By Scott Roberts
Once in a while, an artist or an
album bursts on the scene that seems absolutely destined to be huge, both in
critical accolades and sales. Of course, there are always intangibles that come
into play that inexplicably stop a CD or musician from reaching those rarified
heights, but barring such catastrophic occurrences, singer/songwriter Joshua
James seems poised to reach that superstar status with his sophomore effort, Build Me This. Unfortunately, there also
seems to be something a bit forced and calculated about the entire thing.
From the opening song, the spiritually-infused “Coal War,” which begins
subtly with a hushed, sing-song near-a capella and evolves into an anthemic
rocker then adds some military drumming followed by some screamed vocals before
settling back into a reprise of the beginning, to the similarly arranged closer
“Benediction,” Joshua James seems totally hell-bent on getting his message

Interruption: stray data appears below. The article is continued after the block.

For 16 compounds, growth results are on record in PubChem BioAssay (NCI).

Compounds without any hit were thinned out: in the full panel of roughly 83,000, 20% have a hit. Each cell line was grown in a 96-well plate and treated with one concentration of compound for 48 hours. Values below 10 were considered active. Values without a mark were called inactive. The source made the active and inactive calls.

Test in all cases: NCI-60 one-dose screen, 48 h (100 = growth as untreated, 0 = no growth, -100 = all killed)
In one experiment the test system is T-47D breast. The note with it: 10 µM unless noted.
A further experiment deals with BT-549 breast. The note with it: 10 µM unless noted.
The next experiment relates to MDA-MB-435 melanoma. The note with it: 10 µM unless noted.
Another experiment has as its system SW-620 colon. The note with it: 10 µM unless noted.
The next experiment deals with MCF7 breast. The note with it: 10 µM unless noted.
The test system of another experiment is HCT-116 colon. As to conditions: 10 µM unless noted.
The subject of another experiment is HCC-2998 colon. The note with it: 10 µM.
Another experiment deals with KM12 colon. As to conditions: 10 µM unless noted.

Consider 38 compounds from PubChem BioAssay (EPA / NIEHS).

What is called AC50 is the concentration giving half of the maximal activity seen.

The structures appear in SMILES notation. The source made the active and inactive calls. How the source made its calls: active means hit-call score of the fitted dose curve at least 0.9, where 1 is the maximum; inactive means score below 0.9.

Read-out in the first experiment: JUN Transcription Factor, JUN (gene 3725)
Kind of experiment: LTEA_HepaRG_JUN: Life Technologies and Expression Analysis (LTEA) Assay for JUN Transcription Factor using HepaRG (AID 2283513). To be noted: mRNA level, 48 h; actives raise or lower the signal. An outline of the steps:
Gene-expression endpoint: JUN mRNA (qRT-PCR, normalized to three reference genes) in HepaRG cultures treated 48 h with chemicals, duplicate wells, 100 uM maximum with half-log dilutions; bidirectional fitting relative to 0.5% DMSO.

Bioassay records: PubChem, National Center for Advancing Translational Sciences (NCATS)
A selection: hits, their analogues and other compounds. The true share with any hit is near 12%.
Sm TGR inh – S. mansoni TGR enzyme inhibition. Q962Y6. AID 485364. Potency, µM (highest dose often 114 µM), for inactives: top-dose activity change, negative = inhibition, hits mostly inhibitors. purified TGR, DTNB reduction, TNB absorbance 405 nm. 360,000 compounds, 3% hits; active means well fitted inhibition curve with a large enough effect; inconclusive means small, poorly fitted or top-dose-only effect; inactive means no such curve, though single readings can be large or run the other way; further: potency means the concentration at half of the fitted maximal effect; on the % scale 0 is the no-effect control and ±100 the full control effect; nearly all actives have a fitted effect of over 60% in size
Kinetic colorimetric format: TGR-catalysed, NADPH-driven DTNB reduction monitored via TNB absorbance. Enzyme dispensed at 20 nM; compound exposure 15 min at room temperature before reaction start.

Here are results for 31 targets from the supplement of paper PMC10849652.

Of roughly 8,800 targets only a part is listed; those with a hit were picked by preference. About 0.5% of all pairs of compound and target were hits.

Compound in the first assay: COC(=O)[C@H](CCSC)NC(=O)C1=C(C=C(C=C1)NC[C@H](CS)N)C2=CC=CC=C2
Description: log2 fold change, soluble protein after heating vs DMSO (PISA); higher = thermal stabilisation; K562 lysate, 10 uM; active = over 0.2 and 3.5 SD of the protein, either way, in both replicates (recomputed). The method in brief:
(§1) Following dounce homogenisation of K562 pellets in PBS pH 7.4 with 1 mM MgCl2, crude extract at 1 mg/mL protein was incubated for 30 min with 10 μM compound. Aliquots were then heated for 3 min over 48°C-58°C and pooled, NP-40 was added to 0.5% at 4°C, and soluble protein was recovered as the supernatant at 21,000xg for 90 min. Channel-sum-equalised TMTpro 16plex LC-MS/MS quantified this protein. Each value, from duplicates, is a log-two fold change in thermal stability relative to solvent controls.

across, hopefully to millions of adoring fans and critics.
But what is the
message? The often heavy-handed lyrics deal with God and racism and poverty and
loneliness, but it’s difficult to ascertain what James is trying to say about
these subjects, other than perhaps “singing about these issues will make people
take me seriously, even though I’m only 25 and this is just my second record.”
Also, the colloquial quality of some of James’ lyrics — “I ain’t open my eyes
till we all walk free” (“Coal War”) or “…we’re livin’ where our feet done land”
(“Magazine”) can come off as pretentious or too much of an affectation, though
he is clearly sincere in his delivery and his message. Whatever that is.
And then there’s the CD cover depicting only James’ face in what appears
to be caked-on white war paint of some sort, enough to cover most of his face,
but not quite enough to conceal his
soulful, Jared Leto-like eyes. Why is he painted white? Isn’t he mysterious?
Isn’t he deep? Is he making some sort of statement about racial inequality? I,
for one, have no idea.
All this being said, musically speaking there actually is a lot to like
on Build Me This, such as the jaunty,
down-home “Annabelle” and the mournful “Mother Mary.” Admittedly, James has a
remarkable voice. He just needs to learn to use it hosestly.